18/12/2014 02:45 GMT | Updated 16/02/2015 05:59 GMT

Planning a Lesbian Wedding: Why I'm Extremely Grateful of Being Able to Get Married

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This week gay marriage laws have come into effect around Scotland, allowing same-sex couples across the nation to be able to get married. No, not a civil partnership, a full on, completely equal, legal marriage, and I couldn't be more grateful.

The fiancée and I have been holding off on our wedding planning, waiting for this new law to come into effect - perhaps even a little subconsciously, anxiously waiting for it to gay marriage to be normalised within our society.

Just last week we endured some casual homophobia at our local A & E. As I'm extremely clumsy, I managed to crack my head open, and the fiancée made the wise decision to take me to hospital - something I quickly agreed to once I saw the blood on the floor.

Now, I don't know if you've ever had a cracked head or concussion but - speaking as the expert as it's not the first time it's happened - you can't really do much for yourself. One hand is holding blood-soaked tissues to the head, and your mind is trying to remember what day of the week it is.

My partner spoke to the reception staff. Explaining to them several times that her partner - whilst gesticulating in my direction - couldn't talk for herself. The staff asked where he was, and the fiancée gesticulated again in my direction. Again they asked where he was. Now, Accident and Emergency on a Saturday night is a busy place; it's loud, it's unpleasant and there are many a character - could the fiancée blamed for trying to be subtle? I think not.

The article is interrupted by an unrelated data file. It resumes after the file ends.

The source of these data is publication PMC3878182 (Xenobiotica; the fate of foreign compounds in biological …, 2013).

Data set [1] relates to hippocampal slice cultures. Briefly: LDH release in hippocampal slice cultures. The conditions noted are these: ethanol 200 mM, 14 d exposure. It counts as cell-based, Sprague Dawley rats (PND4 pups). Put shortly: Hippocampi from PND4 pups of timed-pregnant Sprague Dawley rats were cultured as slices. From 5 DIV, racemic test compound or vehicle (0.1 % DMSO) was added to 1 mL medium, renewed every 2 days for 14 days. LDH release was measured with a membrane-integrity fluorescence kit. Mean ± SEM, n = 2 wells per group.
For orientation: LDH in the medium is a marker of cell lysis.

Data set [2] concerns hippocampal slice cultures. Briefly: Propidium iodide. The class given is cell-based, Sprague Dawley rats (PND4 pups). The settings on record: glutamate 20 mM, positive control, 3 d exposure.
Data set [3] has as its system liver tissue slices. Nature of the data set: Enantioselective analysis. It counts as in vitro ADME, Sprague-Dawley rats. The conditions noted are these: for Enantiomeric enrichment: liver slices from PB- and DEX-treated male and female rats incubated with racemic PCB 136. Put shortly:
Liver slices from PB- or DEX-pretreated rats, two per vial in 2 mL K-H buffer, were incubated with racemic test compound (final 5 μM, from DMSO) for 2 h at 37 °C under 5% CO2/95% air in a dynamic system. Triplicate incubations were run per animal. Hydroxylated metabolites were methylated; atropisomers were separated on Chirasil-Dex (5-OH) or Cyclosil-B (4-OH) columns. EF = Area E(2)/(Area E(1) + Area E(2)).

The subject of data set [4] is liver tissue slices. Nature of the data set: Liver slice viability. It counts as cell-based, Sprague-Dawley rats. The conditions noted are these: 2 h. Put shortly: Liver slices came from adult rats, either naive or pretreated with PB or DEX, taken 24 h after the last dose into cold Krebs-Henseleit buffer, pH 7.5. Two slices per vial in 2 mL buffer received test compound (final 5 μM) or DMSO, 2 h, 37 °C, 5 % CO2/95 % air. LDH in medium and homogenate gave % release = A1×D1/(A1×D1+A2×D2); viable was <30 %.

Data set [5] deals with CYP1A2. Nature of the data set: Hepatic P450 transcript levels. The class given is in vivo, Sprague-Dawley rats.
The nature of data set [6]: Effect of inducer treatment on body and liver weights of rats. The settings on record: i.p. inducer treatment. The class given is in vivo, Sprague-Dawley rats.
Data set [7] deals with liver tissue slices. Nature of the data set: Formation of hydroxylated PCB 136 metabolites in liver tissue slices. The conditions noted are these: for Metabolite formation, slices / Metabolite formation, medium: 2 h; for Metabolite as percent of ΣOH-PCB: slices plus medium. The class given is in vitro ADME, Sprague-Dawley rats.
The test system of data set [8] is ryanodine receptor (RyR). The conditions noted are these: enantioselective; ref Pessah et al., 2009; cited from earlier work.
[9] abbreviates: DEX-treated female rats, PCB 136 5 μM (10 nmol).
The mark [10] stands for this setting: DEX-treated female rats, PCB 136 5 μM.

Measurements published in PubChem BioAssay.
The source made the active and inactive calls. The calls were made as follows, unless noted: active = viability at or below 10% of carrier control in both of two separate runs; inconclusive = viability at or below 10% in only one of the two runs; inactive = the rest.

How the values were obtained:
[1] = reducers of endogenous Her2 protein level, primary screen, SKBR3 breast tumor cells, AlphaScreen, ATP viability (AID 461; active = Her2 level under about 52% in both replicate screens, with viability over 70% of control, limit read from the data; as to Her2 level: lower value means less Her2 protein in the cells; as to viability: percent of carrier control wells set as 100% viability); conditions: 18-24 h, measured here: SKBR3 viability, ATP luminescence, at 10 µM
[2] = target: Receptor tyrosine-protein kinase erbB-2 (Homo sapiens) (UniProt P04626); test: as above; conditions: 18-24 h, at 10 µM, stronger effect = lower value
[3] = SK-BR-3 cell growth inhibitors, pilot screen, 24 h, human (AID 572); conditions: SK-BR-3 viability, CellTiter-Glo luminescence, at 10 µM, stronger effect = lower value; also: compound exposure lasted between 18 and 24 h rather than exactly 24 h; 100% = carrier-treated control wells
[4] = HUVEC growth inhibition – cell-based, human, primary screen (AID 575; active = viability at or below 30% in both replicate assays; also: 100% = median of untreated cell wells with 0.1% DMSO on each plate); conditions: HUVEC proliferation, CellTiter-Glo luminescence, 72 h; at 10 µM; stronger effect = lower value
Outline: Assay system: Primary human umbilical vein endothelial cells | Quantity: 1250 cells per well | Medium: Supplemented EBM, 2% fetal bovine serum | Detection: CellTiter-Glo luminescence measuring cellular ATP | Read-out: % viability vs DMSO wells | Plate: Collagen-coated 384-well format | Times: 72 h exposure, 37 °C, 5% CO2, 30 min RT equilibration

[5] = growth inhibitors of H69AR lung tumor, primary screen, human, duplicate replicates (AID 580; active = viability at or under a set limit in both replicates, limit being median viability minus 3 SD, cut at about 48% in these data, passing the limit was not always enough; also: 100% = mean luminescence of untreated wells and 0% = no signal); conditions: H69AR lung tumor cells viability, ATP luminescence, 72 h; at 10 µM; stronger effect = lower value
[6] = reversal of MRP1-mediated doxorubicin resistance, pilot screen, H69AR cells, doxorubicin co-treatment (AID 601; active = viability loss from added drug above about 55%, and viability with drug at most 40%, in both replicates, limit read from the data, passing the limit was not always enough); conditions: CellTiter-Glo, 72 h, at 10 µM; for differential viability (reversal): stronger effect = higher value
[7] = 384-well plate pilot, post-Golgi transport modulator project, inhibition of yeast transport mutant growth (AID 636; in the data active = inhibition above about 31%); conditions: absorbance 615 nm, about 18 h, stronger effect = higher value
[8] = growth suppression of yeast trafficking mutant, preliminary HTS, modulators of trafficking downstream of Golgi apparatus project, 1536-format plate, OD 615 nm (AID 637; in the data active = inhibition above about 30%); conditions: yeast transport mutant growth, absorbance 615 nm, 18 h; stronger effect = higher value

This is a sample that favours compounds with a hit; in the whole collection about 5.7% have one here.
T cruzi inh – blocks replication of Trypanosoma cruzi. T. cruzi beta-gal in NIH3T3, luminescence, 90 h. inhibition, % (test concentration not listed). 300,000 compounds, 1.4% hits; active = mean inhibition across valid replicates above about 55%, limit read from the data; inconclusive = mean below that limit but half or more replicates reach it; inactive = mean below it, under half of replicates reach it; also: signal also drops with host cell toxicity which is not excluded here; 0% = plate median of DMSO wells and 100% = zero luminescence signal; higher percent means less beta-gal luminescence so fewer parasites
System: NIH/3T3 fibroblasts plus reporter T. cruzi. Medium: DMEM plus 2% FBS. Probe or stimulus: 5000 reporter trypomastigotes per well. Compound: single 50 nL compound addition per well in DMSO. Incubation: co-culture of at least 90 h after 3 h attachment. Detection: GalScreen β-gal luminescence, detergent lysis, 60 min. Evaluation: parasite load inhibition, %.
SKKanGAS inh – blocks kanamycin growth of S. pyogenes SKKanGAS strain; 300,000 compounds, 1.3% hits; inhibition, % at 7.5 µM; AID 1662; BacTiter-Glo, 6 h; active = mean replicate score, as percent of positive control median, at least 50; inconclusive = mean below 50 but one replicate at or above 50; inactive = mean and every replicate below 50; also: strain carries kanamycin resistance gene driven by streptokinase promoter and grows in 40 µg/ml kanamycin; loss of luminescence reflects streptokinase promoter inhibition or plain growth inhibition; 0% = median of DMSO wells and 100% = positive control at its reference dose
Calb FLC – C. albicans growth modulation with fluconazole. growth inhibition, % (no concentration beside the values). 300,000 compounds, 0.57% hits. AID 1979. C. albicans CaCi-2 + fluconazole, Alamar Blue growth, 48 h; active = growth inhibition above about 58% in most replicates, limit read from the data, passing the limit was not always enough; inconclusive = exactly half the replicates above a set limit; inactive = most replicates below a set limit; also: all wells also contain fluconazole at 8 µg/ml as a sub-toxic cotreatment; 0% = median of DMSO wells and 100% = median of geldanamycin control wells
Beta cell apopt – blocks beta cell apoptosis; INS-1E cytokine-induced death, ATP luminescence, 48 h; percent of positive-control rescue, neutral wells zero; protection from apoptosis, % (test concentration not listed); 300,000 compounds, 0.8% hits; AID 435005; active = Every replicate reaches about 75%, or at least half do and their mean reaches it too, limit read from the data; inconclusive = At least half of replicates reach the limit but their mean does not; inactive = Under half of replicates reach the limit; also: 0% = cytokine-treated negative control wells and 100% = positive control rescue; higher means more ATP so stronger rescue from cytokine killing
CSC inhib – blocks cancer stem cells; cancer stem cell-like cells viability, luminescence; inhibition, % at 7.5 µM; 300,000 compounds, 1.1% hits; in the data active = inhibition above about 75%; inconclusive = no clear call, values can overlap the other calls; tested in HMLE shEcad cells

They must have asked four or five times where HE was, until my partner finally cracked and said SHE, and gesticulated again, in my direction. The receptionist found her mistake hilarious, laughing openly in the other half's face. Non stop. Until it got to the point she forced her colleague - also laughing - to take over. All the while, I'm sitting there with a cracked head none the wiser.

I can't complain though - aside from strange events like above, it's rare that we ever experience homophobia. It's been a long time since I've felt shifty on the phone booking a hotel room for me and my partner, or feeling cautious when introducing her to colleagues.

Now that we're moving to planning our wedding, we'll always be thinking - either subconsciously or consciously - of the little things we need to be aware of, whether it be checking that where we book our honeymoon it's okay to be out, or that the venue has held - or is openly advertising - same sex marriages. Even though they have to now fulfill this duty legally if they have been previously holding civil marriages, that isn't a conversation that we'd want to have to have - no matter how good a venue it may be.

Elsewhere in the world, it's an extremely different story.

Currently, only 8% of countries across the world allow same- sex marriages - yet 36% of countries class being homosexuality as an illegal act, some of which using the death penalty as punishment.

With ISIS moving to throwing gay men off buildings to their deaths, and the hero of the Sydney Hostage Crisis - a man who charged the gunman, distracting him and trying to take away his gun as the other hostages fled the scene - dying a second class citizen as his state wouldn't allow him to marry - there is still a lot of work to be done.